Management Impact Factor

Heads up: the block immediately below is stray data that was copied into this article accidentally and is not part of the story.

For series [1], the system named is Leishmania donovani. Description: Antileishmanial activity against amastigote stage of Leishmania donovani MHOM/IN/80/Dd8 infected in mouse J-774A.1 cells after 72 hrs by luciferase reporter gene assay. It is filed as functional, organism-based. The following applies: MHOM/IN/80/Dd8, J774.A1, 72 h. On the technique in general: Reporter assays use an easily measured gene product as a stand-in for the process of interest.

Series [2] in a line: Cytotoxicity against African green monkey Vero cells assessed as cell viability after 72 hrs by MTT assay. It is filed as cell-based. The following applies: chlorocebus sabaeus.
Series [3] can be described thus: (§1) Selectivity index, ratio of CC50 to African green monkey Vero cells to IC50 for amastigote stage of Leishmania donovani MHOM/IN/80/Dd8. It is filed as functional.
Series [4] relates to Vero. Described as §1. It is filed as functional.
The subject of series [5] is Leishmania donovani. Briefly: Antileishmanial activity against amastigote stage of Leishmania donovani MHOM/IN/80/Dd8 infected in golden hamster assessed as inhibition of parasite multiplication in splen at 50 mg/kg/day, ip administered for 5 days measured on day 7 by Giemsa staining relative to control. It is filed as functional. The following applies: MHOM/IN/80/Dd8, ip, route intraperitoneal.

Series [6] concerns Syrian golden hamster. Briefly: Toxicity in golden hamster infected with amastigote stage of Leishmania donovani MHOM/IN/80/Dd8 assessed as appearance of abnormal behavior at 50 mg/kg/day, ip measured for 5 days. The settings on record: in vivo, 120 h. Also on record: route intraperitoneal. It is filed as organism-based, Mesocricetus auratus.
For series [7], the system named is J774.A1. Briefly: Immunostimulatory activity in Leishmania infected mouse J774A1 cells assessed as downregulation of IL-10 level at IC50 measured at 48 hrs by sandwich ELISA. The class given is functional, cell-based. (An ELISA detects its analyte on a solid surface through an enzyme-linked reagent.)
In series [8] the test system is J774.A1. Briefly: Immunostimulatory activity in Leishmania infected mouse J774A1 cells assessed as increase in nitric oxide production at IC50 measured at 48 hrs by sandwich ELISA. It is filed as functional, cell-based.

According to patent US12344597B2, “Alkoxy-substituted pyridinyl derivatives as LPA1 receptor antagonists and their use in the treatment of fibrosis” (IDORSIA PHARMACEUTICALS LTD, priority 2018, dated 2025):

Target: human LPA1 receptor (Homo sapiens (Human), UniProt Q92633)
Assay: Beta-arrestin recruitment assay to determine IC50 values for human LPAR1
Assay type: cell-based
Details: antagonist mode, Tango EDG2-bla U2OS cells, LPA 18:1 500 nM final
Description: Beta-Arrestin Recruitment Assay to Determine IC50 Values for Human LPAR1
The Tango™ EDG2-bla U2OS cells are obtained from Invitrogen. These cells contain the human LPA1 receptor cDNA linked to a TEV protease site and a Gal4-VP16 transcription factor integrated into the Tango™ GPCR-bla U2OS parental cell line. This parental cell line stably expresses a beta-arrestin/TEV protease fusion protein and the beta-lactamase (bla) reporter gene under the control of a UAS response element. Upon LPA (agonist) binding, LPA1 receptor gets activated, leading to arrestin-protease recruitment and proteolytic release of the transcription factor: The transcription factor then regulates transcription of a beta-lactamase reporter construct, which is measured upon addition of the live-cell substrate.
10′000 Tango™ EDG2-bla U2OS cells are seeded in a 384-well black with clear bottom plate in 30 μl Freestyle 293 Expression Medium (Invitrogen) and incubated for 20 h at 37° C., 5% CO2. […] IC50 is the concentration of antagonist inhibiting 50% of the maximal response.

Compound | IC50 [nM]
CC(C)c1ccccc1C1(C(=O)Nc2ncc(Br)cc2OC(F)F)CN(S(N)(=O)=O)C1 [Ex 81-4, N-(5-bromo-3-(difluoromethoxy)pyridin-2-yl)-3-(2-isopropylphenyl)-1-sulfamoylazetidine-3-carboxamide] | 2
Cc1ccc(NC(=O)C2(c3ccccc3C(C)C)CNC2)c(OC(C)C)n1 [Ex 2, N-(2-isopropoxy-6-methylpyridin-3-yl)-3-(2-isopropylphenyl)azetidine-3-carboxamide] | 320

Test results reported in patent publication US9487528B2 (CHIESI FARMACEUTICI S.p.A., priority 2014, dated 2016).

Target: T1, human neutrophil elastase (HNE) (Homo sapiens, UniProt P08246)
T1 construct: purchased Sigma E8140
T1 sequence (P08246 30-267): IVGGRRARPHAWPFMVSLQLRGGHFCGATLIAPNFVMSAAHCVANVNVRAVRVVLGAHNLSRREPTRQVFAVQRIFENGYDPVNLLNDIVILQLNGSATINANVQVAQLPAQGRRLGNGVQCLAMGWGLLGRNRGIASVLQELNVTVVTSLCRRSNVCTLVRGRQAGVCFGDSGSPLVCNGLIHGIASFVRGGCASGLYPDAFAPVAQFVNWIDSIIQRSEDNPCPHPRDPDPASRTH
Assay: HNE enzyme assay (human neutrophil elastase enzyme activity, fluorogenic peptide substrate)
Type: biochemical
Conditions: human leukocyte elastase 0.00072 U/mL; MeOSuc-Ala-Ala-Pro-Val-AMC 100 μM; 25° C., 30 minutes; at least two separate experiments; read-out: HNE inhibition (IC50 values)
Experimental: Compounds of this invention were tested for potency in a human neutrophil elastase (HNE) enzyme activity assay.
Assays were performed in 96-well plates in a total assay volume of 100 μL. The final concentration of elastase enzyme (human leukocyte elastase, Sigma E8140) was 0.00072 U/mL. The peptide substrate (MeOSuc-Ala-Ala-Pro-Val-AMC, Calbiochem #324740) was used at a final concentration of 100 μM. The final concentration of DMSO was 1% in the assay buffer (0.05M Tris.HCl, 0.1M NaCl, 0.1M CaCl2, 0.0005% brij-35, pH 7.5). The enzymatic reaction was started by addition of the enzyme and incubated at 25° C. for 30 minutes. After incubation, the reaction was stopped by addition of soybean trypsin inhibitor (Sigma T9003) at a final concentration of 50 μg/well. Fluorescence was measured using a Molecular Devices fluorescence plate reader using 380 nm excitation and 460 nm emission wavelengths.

Larger organizations typically have 3 levels of managers,[2] that area unit usually organized[by whom?] in a very graded, pyramid structure: •           Senior managers, like members of a board of administrators and a chief officer (CEO) or a president of a company. They set the strategic goals of the organization and build choices on however the organization can operate. Senior managers area unit typically executive-level professionals, and supply direction to middle management, World Health Organization directly or indirectly report back to them. •           Middle managers - samples of these would come with branch managers, regional managers, department managers and section managers, World Health Organization give direction to front-line managers. Middle managers communicate the strategic goals of senior management to the front-line managers. •           Lower managers, like supervisors and front-line team leaders, superintend the work of normal staff (or volunteers, in some voluntary organizations) and supply direction on their work. In smaller organizations, a personal manager could have a way wider scope. one manager could perform many roles or maybe all of the roles unremarkably determined in a very massive organization.